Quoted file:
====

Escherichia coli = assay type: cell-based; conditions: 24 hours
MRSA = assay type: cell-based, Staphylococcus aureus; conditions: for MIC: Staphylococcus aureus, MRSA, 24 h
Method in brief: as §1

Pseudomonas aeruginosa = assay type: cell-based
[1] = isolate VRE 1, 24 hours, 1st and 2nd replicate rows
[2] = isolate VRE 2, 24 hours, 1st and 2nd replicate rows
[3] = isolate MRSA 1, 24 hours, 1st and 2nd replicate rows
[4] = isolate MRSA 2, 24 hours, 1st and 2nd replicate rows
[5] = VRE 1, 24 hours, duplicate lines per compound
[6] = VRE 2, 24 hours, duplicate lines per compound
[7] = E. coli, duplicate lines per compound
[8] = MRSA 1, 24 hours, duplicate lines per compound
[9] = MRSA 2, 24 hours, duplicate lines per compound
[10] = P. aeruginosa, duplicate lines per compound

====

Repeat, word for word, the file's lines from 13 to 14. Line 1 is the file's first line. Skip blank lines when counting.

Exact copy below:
[9] = MRSA 2, 24 hours, duplicate lines per compound
[10] = P. aeruginosa, duplicate lines per compound